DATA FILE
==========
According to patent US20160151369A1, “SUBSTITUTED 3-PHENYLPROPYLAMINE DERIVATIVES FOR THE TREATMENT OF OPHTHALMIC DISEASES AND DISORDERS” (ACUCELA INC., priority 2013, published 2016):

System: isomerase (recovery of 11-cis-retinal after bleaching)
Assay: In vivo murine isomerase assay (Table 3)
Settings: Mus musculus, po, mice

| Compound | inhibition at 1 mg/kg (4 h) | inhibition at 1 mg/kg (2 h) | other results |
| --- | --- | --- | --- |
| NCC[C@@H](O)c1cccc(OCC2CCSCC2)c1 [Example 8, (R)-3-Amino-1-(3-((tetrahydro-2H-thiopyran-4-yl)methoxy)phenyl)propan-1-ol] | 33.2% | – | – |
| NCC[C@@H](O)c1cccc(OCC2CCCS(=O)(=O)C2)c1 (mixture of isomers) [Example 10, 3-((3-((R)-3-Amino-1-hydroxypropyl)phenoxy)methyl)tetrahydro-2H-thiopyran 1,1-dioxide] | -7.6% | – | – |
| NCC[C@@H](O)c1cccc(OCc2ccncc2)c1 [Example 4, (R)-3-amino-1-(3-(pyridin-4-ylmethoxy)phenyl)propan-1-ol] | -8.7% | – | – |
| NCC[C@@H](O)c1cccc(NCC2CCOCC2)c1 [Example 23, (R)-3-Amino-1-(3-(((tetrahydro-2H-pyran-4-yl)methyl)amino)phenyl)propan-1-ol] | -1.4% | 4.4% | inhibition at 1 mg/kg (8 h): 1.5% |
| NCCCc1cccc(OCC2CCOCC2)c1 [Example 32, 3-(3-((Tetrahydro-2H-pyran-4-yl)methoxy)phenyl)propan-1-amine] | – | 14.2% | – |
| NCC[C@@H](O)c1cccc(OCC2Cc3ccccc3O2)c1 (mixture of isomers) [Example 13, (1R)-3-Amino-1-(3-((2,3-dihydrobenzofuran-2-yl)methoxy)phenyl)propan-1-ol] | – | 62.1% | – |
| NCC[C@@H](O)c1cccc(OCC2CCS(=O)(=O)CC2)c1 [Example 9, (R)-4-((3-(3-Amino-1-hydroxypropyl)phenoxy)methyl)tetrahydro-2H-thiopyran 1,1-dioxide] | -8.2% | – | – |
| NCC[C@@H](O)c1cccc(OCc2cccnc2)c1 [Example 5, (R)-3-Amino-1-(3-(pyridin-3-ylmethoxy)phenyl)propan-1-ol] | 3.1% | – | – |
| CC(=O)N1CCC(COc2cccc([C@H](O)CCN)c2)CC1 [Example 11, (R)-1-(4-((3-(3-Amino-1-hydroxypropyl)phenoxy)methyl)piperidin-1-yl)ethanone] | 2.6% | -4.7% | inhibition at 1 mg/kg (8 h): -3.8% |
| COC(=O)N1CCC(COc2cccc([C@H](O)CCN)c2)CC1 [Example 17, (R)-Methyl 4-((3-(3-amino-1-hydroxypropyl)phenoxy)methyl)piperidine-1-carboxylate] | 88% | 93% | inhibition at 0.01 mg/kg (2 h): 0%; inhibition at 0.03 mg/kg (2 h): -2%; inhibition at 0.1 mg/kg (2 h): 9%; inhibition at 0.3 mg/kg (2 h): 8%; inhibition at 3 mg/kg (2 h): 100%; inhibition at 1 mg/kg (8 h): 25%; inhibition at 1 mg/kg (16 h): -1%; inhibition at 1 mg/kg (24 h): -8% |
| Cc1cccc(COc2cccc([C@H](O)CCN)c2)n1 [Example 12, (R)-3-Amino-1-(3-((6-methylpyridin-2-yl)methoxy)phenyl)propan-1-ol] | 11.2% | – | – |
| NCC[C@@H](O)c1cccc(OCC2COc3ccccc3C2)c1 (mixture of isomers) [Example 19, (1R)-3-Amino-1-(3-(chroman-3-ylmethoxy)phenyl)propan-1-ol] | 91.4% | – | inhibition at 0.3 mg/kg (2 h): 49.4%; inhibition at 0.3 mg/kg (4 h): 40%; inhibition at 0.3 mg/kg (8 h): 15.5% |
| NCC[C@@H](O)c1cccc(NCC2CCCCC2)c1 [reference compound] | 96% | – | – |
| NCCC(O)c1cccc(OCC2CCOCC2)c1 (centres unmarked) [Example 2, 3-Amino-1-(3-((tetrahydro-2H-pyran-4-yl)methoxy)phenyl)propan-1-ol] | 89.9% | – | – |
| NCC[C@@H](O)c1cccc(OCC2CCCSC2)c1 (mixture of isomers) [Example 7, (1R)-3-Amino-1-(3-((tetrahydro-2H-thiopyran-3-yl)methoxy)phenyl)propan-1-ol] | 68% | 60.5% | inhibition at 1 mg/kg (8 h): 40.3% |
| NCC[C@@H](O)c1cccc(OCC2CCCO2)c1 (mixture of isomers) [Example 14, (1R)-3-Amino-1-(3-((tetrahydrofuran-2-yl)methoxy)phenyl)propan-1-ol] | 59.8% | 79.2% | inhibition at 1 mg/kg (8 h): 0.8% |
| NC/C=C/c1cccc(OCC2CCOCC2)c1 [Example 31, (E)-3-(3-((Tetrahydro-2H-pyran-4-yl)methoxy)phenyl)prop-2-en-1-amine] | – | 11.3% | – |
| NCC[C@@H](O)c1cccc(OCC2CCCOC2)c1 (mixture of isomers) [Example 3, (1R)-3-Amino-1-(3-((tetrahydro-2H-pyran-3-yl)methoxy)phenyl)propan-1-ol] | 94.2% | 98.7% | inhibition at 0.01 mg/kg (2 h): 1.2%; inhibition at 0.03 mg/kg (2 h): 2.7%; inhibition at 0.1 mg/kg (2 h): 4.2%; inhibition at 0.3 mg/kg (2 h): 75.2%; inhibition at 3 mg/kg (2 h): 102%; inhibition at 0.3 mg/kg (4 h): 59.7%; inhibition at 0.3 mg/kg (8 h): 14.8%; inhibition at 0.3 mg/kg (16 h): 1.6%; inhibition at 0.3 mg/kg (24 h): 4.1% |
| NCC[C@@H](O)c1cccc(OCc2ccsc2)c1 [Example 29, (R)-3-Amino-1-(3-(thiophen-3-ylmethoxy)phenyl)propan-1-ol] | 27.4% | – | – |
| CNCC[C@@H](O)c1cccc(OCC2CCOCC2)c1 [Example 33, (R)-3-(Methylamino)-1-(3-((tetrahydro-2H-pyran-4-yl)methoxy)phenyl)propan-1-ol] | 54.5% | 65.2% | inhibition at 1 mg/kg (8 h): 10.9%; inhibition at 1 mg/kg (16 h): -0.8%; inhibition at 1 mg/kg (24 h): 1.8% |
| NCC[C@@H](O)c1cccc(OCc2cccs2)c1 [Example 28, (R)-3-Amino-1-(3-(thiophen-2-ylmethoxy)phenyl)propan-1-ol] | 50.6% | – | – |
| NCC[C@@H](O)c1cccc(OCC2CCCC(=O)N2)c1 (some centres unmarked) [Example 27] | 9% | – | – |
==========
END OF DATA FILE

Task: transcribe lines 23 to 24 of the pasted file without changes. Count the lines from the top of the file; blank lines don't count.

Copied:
| NC/C=C/c1cccc(OCC2CCOCC2)c1 [Example 31, (E)-3-(3-((Tetrahydro-2H-pyran-4-yl)methoxy)phenyl)prop-2-en-1-amine] | – | 11.3% | – |
| NCC[C@@H](O)c1cccc(OCC2CCCOC2)c1 (mixture of isomers) [Example 3, (1R)-3-Amino-1-(3-((tetrahydro-2H-pyran-3-yl)methoxy)phenyl)propan-1-ol] | 94.2% | 98.7% | inhibition at 0.01 mg/kg (2 h): 1.2%; inhibition at 0.03 mg/kg (2 h): 2.7%; inhibition at 0.1 mg/kg (2 h): 4.2%; inhibition at 0.3 mg/kg (2 h): 75.2%; inhibition at 3 mg/kg (2 h): 102%; inhibition at 0.3 mg/kg (4 h): 59.7%; inhibition at 0.3 mg/kg (8 h): 14.8%; inhibition at 0.3 mg/kg (16 h): 1.6%; inhibition at 0.3 mg/kg (24 h): 4.1% |